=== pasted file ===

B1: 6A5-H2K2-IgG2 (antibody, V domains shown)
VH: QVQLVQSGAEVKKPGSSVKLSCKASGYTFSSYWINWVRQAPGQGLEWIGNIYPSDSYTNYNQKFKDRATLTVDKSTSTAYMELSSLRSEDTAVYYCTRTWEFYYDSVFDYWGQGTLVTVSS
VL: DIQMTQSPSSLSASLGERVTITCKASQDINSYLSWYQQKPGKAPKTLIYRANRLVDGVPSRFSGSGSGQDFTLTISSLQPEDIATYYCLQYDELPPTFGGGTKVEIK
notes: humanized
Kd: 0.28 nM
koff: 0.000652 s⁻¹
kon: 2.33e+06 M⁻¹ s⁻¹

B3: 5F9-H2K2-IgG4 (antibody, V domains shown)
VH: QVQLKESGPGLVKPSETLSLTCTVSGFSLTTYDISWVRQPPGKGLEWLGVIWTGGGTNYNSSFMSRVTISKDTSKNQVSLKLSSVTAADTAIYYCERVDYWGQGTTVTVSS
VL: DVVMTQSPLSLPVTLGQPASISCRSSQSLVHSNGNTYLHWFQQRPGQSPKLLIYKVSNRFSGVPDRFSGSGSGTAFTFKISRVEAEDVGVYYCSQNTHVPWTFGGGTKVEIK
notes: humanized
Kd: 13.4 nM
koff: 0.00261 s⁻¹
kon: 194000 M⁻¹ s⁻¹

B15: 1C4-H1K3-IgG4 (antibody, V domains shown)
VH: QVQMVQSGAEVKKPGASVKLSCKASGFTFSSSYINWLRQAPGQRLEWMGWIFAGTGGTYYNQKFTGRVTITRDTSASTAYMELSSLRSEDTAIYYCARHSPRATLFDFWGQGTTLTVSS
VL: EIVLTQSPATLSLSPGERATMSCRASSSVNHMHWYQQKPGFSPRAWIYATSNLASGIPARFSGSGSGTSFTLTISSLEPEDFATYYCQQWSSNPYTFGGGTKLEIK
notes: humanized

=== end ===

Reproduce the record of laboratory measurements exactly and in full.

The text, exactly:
B1: 6A5-H2K2-IgG2 (antibody, V domains shown)
VH: QVQLVQSGAEVKKPGSSVKLSCKASGYTFSSYWINWVRQAPGQGLEWIGNIYPSDSYTNYNQKFKDRATLTVDKSTSTAYMELSSLRSEDTAVYYCTRTWEFYYDSVFDYWGQGTLVTVSS
VL: DIQMTQSPSSLSASLGERVTITCKASQDINSYLSWYQQKPGKAPKTLIYRANRLVDGVPSRFSGSGSGQDFTLTISSLQPEDIATYYCLQYDELPPTFGGGTKVEIK
notes: humanized
Kd: 0.28 nM
koff: 0.000652 s⁻¹
kon: 2.33e+06 M⁻¹ s⁻¹

B3: 5F9-H2K2-IgG4 (antibody, V domains shown)
VH: QVQLKESGPGLVKPSETLSLTCTVSGFSLTTYDISWVRQPPGKGLEWLGVIWTGGGTNYNSSFMSRVTISKDTSKNQVSLKLSSVTAADTAIYYCERVDYWGQGTTVTVSS
VL: DVVMTQSPLSLPVTLGQPASISCRSSQSLVHSNGNTYLHWFQQRPGQSPKLLIYKVSNRFSGVPDRFSGSGSGTAFTFKISRVEAEDVGVYYCSQNTHVPWTFGGGTKVEIK
notes: humanized
Kd: 13.4 nM
koff: 0.00261 s⁻¹
kon: 194000 M⁻¹ s⁻¹

B15: 1C4-H1K3-IgG4 (antibody, V domains shown)
VH: QVQMVQSGAEVKKPGASVKLSCKASGFTFSSSYINWLRQAPGQRLEWMGWIFAGTGGTYYNQKFTGRVTITRDTSASTAYMELSSLRSEDTAIYYCARHSPRATLFDFWGQGTTLTVSS
VL: EIVLTQSPATLSLSPGERATMSCRASSSVNHMHWYQQKPGFSPRAWIYATSNLASGIPARFSGSGSGTSFTLTISSLEPEDFATYYCQQWSSNPYTFGGGTKLEIK
notes: humanized